• Single server setup uses a single application server and represents a development shop of many active people all concurrently accessing the CLM platform. In this workload test, the role mixture varied between developer-centric and heavy, which added a disproportionately heavy load on the back-end database server. This ensures that regardless of the role mixture, the single application server should be able to handle the user workload.
    Single server solution
    RRC, RQM, RTC and JTS are on
    the same server with shared JTS, dual tier database
    Deployment
    RTC
    Developer
    RQM
    Quality Manager
    RRC
    Analyst
    Large Scale Enterprise Configuration CLM no data yet no data yet no data yet
    RTC only 2000+ active users
    1 million artifacts
    60 GB database
    0 0
    Mid Scale Enterprise Configuration CLM 400 active users
    1 million artifacts
    60 GB database
    50 active users
    100K artifacts
    3 GB database
    50 active users
    50K artifacts
    RTC only 700 active users
    1 million artifacts
    60 GB database
    0 0
    Small Scale Enterprise Configuration CLM not supported not supported not supported
    RTC only
    Single tier with apps and
    databases on same server
    100 active users
    1 million artifacts
    60 GB database
    0 0

    There is not sizing yet available for a single server CLM solution on large scale hardware, use distributed server solution on mid scale hardware instead. Note that all RTC only scalability testing was done with a 50K artifact repository. Prior releases and the CLM 2011 combined workloads (including up to 1000 RTC users) were done on the large RTC repository covering that aspect of this release's scalability claims.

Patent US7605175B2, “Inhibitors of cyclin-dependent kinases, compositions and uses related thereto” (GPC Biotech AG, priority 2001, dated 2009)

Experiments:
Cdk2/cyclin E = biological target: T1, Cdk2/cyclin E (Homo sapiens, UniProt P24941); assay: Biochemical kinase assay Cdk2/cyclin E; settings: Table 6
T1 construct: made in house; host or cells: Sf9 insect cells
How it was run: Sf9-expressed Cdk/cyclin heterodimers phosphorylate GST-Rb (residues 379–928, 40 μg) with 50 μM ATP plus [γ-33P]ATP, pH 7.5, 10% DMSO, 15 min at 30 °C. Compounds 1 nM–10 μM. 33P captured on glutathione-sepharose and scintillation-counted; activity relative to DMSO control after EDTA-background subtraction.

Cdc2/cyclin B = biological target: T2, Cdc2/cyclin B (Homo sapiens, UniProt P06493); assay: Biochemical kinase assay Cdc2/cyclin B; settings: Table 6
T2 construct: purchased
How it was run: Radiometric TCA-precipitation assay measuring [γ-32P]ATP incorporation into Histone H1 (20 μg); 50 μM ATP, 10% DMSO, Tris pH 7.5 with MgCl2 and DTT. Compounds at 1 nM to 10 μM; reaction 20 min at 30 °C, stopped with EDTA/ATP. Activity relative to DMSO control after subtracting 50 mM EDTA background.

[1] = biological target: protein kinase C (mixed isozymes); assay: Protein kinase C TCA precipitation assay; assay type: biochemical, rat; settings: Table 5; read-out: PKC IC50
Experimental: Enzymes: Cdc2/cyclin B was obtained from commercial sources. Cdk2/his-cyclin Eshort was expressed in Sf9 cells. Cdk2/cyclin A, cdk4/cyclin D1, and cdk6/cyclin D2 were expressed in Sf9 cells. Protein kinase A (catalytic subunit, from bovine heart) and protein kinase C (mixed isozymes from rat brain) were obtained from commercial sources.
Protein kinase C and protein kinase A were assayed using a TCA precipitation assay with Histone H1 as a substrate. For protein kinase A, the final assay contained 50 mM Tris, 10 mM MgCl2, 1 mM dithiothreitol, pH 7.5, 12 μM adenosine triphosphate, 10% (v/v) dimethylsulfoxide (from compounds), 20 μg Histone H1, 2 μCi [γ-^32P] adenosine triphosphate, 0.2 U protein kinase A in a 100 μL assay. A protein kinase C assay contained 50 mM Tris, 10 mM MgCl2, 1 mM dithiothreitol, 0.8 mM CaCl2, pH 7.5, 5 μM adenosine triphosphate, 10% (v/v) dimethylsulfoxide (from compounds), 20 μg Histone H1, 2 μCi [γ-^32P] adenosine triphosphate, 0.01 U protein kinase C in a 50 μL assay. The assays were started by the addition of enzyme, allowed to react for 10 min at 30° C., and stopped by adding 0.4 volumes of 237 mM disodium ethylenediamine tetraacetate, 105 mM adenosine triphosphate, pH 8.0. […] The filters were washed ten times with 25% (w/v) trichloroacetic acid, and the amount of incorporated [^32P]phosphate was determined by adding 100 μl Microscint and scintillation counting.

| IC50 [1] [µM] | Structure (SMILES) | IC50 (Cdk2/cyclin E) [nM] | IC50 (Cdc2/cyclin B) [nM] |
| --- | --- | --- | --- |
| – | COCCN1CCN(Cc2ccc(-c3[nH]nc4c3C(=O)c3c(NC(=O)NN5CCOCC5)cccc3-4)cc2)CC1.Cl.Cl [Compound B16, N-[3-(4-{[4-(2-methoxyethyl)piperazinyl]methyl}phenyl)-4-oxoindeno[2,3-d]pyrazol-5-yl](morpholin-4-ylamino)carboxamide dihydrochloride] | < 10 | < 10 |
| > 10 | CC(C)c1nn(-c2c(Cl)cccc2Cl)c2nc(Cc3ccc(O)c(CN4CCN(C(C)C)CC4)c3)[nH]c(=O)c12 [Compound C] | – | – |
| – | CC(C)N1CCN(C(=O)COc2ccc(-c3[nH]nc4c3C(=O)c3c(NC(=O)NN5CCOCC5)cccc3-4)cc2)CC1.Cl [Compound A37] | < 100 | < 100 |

• Distributed server setup uses a distributed configuration representing a whole division or even an enterprise using the CLM solution as the platform for their software development shop. While there is no limit or constraint on the number of separate servers put in place by an enterprise (since there is no longer a server license fee), the scalability of a single CLM platform, consisting of a single Jazz Team Server (JTS) and linked Change and Configuration Management (CCM), Quality Management (QM), and Requirements Management (RM) applications, can be expanded to handle most software development shops or project sizes. Our measurements do not in any way reflect a hard limit to the size of the user community supported by a single JTS but are merely representative of a fairly large enterprise customer. By engaging software size modeling specialist in our Techline organization, larger configurations can be derived that will handle much larger user communities on a single JTS. These configurations will be documented in a future update to this document.

    Currently we have no recommendations for 32-bit servers for a distributed topology as we have at present only tested performance on 64-bit servers.
    Distributed server solution
    RRC, RQM, RTC and JTS are on
    different servers with shared JTS, dual tier database
    Deployment
    RTC
    Developer
    RQM
    Quality Manager
    RRC
    Analyst
    Large Scale Enterprise Configuration CLM 2000+ active users
    1 million artifacts
    60 GB database
    1000 active users
    500K artifacts
    15GB database
    200 active users
    100K artifacts
    Mid Scale Enterprise Configuration CLM 700 active users
    1 million artifacts
    60 GB database
    500 active users
    500K artifacts
    15 GB database
    100 active users
    100K artifacts